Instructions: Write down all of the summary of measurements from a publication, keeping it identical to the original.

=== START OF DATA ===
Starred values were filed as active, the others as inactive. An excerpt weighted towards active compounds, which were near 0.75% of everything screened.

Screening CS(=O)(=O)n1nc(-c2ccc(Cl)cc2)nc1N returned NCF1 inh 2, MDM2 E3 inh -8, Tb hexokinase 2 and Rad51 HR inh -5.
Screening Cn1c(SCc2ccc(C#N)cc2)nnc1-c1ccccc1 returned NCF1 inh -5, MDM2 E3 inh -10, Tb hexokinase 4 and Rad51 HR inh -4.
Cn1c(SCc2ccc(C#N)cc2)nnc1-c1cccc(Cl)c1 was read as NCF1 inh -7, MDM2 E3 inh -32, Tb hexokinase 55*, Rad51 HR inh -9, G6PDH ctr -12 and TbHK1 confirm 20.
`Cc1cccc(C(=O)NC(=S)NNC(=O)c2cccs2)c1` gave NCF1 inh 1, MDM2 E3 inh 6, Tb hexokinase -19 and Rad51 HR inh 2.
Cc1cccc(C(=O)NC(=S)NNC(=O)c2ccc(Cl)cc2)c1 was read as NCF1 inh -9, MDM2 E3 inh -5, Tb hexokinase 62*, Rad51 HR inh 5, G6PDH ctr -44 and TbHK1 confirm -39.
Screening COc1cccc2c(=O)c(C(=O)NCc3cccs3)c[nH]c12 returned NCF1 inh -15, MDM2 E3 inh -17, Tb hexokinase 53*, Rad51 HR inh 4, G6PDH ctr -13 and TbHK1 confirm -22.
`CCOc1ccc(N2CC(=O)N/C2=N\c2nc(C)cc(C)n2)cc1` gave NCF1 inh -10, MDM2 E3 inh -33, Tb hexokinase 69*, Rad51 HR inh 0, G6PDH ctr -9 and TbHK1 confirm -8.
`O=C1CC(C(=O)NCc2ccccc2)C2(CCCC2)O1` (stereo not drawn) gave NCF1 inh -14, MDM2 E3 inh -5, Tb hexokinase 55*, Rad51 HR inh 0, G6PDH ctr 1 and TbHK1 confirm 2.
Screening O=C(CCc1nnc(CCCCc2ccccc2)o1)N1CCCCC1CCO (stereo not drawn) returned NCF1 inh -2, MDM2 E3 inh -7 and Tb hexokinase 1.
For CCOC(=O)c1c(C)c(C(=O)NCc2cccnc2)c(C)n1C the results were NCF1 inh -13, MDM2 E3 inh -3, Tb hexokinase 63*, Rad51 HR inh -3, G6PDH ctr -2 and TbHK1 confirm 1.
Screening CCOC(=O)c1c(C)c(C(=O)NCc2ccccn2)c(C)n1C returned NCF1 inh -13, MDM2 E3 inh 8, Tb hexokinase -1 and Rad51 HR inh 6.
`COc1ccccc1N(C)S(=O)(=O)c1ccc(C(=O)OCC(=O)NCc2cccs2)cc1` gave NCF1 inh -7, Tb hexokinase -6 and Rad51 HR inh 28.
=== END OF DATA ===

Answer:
Starred values were filed as active, the others as inactive. An excerpt weighted towards active compounds, which were near 0.75% of everything screened.

Screening CS(=O)(=O)n1nc(-c2ccc(Cl)cc2)nc1N returned NCF1 inh 2, MDM2 E3 inh -8, Tb hexokinase 2 and Rad51 HR inh -5.
Screening Cn1c(SCc2ccc(C#N)cc2)nnc1-c1ccccc1 returned NCF1 inh -5, MDM2 E3 inh -10, Tb hexokinase 4 and Rad51 HR inh -4.
Cn1c(SCc2ccc(C#N)cc2)nnc1-c1cccc(Cl)c1 was read as NCF1 inh -7, MDM2 E3 inh -32, Tb hexokinase 55*, Rad51 HR inh -9, G6PDH ctr -12 and TbHK1 confirm 20.
`Cc1cccc(C(=O)NC(=S)NNC(=O)c2cccs2)c1` gave NCF1 inh 1, MDM2 E3 inh 6, Tb hexokinase -19 and Rad51 HR inh 2.
Cc1cccc(C(=O)NC(=S)NNC(=O)c2ccc(Cl)cc2)c1 was read as NCF1 inh -9, MDM2 E3 inh -5, Tb hexokinase 62*, Rad51 HR inh 5, G6PDH ctr -44 and TbHK1 confirm -39.
Screening COc1cccc2c(=O)c(C(=O)NCc3cccs3)c[nH]c12 returned NCF1 inh -15, MDM2 E3 inh -17, Tb hexokinase 53*, Rad51 HR inh 4, G6PDH ctr -13 and TbHK1 confirm -22.
`CCOc1ccc(N2CC(=O)N/C2=N\c2nc(C)cc(C)n2)cc1` gave NCF1 inh -10, MDM2 E3 inh -33, Tb hexokinase 69*, Rad51 HR inh 0, G6PDH ctr -9 and TbHK1 confirm -8.
`O=C1CC(C(=O)NCc2ccccc2)C2(CCCC2)O1` (stereo not drawn) gave NCF1 inh -14, MDM2 E3 inh -5, Tb hexokinase 55*, Rad51 HR inh 0, G6PDH ctr 1 and TbHK1 confirm 2.
Screening O=C(CCc1nnc(CCCCc2ccccc2)o1)N1CCCCC1CCO (stereo not drawn) returned NCF1 inh -2, MDM2 E3 inh -7 and Tb hexokinase 1.
For CCOC(=O)c1c(C)c(C(=O)NCc2cccnc2)c(C)n1C the results were NCF1 inh -13, MDM2 E3 inh -3, Tb hexokinase 63*, Rad51 HR inh -3, G6PDH ctr -2 and TbHK1 confirm 1.
Screening CCOC(=O)c1c(C)c(C(=O)NCc2ccccn2)c(C)n1C returned NCF1 inh -13, MDM2 E3 inh 8, Tb hexokinase -1 and Rad51 HR inh 6.
`COc1ccccc1N(C)S(=O)(=O)c1ccc(C(=O)OCC(=O)NCc2cccs2)cc1` gave NCF1 inh -7, Tb hexokinase -6 and Rad51 HR inh 28.